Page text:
Its 9.30 in the morning. You are in your pyjamas, carrying your sleeping baby in the sling because you dont want to risk putting her down – she might wake up and cry again. For another two hours. You figure your shower can wait, and head off to the kitchen to make yourself a soothing cup of herbal tea, hoping for some breakfast at the same time. There you find your two-year-old building a Tupperware castle on the kitchen floor, mindless of the fact that the nappy he is so comfortably sitting on is leaking a brown, smelly substance out the sides.
As youre trying to move him into a position where you can reach his bottom around the sling, your four-year-old calls you, demanding that you come help him fix the train tracks, which have managed to break apart yet again. Your, “Not right now darling, Im just changing a nappy and then I can come help you” is met with a frustrated scream and the sound of something snapping in two. Master Four rushes into the room, “Its not my fault, the stupid thing just broke by itself” and thrusts the broken pieces at you. Your darling two-year-old takes this opportunity to run giggling and bare-bottomed into the kitchen, and the baby wakes with a startled scream and starts crying. “Thank goodness hes going to school next year, at least then I will have one less to deal with” you think to yourself.
Home educators often worry about how to find the time to teach one child (or more) when there are still little ones in the home. The image of sitting your child down at a desk while calmly explaining the mystery of phonics flies out the window when you have a sibling dispute erupting right next to you, children wanting a breastfeed, nappies needing to be changed and mounds of dirty laundry beckoning to you.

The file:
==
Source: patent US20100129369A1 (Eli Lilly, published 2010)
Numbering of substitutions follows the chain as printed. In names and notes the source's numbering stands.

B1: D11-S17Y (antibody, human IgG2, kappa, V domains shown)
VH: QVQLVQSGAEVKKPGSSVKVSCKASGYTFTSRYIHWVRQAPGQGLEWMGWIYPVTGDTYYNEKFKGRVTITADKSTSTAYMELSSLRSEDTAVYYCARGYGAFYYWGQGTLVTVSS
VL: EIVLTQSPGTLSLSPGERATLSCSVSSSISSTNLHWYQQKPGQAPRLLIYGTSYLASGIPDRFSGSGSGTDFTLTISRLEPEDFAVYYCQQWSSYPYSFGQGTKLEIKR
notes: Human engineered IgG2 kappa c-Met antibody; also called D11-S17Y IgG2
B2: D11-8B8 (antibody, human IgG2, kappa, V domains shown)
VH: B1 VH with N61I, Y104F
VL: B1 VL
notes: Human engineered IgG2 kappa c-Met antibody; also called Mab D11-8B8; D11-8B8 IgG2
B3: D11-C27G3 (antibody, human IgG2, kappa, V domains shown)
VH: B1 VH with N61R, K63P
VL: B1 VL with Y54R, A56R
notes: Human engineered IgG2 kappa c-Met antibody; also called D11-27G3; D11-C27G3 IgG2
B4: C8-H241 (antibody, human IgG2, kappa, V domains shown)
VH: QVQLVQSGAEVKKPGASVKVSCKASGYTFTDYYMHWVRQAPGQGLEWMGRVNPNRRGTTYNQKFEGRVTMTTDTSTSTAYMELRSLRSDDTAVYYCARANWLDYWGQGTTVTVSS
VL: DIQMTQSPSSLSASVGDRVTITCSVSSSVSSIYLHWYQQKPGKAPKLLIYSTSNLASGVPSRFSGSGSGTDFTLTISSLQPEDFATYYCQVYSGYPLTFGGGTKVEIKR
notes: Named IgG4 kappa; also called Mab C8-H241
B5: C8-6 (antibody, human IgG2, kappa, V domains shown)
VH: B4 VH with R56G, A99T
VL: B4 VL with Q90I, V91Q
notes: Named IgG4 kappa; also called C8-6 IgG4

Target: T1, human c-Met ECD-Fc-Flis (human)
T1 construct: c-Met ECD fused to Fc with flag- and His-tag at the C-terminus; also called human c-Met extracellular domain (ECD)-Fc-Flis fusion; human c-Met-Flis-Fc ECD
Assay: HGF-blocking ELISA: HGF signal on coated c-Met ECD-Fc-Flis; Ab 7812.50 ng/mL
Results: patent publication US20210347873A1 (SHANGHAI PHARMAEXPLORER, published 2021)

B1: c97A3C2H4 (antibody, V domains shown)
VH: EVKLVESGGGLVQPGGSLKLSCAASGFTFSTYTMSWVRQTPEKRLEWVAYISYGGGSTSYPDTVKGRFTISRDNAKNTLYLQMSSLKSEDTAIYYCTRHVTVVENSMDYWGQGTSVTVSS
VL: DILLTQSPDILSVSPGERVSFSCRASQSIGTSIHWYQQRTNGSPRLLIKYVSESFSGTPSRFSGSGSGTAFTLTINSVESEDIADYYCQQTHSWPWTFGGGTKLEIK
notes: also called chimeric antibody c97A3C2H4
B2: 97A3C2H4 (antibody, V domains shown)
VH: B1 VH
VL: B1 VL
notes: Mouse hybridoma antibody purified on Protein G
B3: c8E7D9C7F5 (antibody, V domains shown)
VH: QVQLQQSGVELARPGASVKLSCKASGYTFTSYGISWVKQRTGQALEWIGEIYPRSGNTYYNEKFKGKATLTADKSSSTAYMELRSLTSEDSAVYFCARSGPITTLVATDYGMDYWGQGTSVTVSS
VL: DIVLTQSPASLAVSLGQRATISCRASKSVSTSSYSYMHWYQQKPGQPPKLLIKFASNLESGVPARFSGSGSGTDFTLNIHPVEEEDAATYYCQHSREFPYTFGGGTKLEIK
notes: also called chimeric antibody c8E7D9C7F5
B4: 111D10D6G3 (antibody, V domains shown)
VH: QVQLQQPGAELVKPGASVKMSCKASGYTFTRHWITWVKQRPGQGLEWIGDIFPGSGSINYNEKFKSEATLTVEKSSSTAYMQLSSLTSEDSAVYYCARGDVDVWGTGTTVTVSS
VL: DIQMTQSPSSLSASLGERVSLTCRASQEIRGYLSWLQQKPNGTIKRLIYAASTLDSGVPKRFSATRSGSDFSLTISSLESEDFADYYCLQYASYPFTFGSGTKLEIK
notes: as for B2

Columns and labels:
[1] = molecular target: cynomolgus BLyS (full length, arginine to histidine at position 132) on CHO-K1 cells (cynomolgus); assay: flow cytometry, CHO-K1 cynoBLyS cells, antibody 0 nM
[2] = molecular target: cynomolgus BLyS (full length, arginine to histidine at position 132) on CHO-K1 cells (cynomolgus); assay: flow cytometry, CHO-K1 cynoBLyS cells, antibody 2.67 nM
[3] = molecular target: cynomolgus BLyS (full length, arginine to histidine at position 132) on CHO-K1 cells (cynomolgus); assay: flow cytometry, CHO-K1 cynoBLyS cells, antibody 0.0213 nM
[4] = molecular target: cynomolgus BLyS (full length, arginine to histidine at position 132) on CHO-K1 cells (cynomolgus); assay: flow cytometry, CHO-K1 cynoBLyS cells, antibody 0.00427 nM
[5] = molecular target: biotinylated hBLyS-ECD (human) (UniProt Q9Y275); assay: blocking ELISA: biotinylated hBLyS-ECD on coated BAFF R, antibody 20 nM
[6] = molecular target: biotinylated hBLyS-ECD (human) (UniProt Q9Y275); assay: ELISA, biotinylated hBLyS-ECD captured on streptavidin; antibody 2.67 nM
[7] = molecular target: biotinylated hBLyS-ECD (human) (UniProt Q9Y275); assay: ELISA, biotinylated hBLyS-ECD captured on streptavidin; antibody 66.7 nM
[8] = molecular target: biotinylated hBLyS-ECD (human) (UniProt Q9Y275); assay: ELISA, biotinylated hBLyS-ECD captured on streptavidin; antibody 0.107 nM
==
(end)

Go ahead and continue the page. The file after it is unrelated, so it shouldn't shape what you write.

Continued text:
One solution is Natural Learning, which takes a lot of the stress out of home educating. Everyday tasks (like cleaning, cooking, and baby care), as well as interpersonal and relationship skills, are best learnt in the home environment. For more information on this style of home educating, have a look at my articles over the last few issues of Natural Parenting Magazine, and also Belinda Moores article in Issue 3 about Learning Naturally.
Another great sanity saver for home educating parents is the use of Unit Studies. Whether self-designed, downloaded from the internet, or purchased as part of your overall curriculum, unit studies can cater for any number of children at different ages, at the same time. You all study one topic with different types of activities designed to suit the age, maturity and interest level of each child.
If you were doing a unit study on dinosaurs, your 2 year-old (y.o.) could be colouring-in, your 4 y.o. matching up homemade pictures, your 6 y.o. writing a story, your 8 y.o. doing a crossword, your 10 y.o. charting geographical distribution and your 12 y.o. examining weather patterns and meteorological impacts. At the end of the unit study you could combine it all into a trip to the museum, and have a dinosaur party to celebrate, including puppet show and dinosaur-shaped bikkies.
Using a set Curriculum or Correspondence course with a child who is not yet an independent reader requires creativity and prior planning to make study time run smoothly. Most educational materials require at least some reading, so parents have to spend a lot of time helping their child. Set bookwork can also be more difficult for very active children who have problems sitting still and concentrating for longer periods.